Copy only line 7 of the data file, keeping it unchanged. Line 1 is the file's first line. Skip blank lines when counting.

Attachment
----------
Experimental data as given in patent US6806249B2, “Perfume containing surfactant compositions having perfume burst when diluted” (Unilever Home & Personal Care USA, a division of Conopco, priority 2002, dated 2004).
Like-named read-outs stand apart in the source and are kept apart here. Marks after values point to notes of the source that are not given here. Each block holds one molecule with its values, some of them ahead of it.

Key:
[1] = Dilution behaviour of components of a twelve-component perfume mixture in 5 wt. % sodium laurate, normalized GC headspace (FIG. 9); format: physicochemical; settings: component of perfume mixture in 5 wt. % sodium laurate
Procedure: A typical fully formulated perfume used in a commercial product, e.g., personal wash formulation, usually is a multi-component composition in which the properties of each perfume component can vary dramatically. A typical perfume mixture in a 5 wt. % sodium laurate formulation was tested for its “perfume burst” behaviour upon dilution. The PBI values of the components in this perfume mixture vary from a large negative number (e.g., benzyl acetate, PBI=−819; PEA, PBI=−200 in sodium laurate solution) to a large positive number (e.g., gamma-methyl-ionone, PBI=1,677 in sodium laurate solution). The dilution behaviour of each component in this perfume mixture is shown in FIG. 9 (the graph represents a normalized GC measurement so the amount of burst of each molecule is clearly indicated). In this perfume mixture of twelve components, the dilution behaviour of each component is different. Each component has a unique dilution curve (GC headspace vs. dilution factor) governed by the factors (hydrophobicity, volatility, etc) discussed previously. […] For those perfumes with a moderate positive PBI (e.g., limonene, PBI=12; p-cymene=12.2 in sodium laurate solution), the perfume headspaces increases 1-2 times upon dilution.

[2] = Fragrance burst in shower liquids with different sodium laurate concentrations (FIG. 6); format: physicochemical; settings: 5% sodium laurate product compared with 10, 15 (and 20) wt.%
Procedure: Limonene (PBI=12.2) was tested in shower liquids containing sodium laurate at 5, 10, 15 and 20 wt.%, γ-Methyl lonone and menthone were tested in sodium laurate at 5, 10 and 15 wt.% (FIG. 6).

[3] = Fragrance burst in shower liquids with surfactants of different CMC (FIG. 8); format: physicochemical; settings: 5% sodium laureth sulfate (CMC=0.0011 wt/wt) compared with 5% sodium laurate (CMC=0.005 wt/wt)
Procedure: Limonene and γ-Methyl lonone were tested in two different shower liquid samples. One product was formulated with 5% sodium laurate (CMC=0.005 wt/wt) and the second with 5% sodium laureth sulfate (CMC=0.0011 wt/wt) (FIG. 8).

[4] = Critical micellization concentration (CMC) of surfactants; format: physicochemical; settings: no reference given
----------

Procedure: Limonene (PBI=12.2) was tested in shower liquids containing sodium laurate at 5, 10, 15 and 20 wt.%, γ-Methyl lonone and menthone were tested in sodium laurate at 5, 10 and 15 wt.% (FIG. 6).